Progress report: St. Albert’s Mission Hospital Cervical Cancer Prevention Program

Hi, Everyone,
BHA has received the 2014 second-quarter report for the St. Albert’s Mission Hospital Cervical Cancer Prevention Program. The project began in August 2013 to reduce the suffering and death from cervical cancer, the leading cause of cancer death of women in Zimbabwe and the region.

St. Albert’s director Dr Julia Musariri, and program director Dr. Neela Naha, obstetrician/gynecologist at St. Albert’s, say that the screening and treatment program has been well received by women in the district, and that it has drawn women from outside the district.

From the program’s beginning in August 2013 through 31 June, 2014, St. Albert’s has screened 1,864 women for changes on the cervix that could become cancerous. They detected 63 cases of precancer (3.4%) and 25 possible cancers(1.3%). Of the women screened, 23% were HIV-positive.

The St. Albert’s program prevents cervical cancer by examining the surface of a woman’s cervix – the opening of the womb – for patches of cells that are in danger of becoming cancerous.

The precancerous cells are detected using a method called visual inspection with acetic acid and camera (VIAC). Dr. Naha removes the patches using a method called cryotherapy, or another method called loop electrosurgical excision procedure (LEEP). Removing the precancerous cells early stops cervical cancer from developing.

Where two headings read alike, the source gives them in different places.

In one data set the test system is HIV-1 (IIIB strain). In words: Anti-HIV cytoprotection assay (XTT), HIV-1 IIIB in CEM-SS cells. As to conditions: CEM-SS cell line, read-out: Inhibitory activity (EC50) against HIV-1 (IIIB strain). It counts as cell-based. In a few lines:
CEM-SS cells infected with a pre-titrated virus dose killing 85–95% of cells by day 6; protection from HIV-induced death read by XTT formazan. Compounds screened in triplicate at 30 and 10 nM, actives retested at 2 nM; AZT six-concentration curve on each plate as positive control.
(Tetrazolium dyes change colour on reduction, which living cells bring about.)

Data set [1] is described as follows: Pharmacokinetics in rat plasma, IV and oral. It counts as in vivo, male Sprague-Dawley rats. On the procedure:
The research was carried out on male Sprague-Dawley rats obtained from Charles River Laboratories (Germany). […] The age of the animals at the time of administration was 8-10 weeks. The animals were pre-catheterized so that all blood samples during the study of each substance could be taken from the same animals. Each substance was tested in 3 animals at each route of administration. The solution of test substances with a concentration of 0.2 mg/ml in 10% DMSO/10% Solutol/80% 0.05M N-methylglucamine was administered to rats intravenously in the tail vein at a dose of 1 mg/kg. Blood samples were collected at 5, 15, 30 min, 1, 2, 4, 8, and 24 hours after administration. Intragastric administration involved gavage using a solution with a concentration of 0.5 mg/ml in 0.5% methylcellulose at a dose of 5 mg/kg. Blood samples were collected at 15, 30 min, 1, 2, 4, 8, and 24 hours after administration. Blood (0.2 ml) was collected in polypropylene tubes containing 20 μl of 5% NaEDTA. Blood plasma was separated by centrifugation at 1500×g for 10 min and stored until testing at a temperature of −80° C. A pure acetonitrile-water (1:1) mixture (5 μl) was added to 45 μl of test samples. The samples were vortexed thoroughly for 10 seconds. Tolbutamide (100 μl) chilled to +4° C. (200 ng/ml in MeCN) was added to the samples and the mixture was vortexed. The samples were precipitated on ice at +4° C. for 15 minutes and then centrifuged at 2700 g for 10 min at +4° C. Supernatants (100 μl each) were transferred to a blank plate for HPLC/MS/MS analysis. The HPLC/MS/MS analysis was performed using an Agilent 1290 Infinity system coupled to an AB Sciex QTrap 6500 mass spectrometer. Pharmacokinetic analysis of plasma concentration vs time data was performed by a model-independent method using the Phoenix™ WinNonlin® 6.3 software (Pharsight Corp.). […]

St. Albert’s VIAC screening results from 1 August 2013 through 30 June 2014

Clients screened 2013
Aug-Sept
2014
Jan-June
Total %
Total number screened 917 947 1,864
VIAC negative 884 892 1,776 95.3
VIAC positive 25 38 63 3.4
Possible cancer 8 17 25 1.3

VIAC screening results by HIV status

HIV-positive clients 2013
Aug-Sept
2014
Jan-June
Total %
Total 226 205 431 23.1
VIAC negative 205 176 381 88.4
VIAC positive 18 23 41 9.4
Possible cancer 3 3 6 1.4

HIV-negative clients 2013
Aug-Sept
2014
Jan-June
Total %
Total 681 730 1,411 75.7
VIAC positive 5 10 15 1.1
Possible cancer 4 10 14 1.1

VIAC examinations also reveal possible cervical cancer and noncancerous conditions such as cervicitis, cervical polyps, strawberry lesions, prolapsed uterus, cysts, and schistosomiasis (also called bilharzia).

Other findings among screened clients

Finding 2013
Aug-Sept
2014
Jan-June
Total %
Polyps 28 21 49 2.6
Strawberry lesions 12 14 26 1.5
Uterine prolapse 1 0 1 0.1
Nabothian cysts 23 24 47 2.9
Cervicitis 119 270 389 20.9
Biopsies done 5 27 32
Cryotherapies done 1 15 16
Total hysterectomies 0 4 4

General observations

  • Most polyps are benign and due to chronic cervicitis and HPV
  • In some clients, thick aceto-white lesions are due to schistosomiasis; these women were given treatment. Bilharzia treatment is needed for adults in the district.
  • Most clients with suspicious cancer have opted for traditional treatment. There is need for more follow ups and palliative counseling.